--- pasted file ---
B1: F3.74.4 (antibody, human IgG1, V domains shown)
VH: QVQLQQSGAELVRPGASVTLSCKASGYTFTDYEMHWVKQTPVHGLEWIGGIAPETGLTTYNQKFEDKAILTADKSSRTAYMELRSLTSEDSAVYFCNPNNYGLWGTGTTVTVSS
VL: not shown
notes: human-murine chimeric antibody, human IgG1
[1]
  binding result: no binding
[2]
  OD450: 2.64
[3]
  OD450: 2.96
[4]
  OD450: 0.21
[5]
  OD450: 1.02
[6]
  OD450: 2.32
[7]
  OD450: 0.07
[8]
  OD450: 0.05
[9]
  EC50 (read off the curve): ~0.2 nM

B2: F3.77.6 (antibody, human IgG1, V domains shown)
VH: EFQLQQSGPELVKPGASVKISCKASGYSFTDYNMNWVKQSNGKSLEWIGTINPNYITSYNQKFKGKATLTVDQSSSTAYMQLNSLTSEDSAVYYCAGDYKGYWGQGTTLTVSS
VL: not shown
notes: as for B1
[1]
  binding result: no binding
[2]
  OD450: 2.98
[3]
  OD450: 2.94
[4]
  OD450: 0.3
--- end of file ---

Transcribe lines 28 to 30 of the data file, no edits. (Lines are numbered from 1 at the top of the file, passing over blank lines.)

  binding result: no binding
[2]
  OD450: 2.98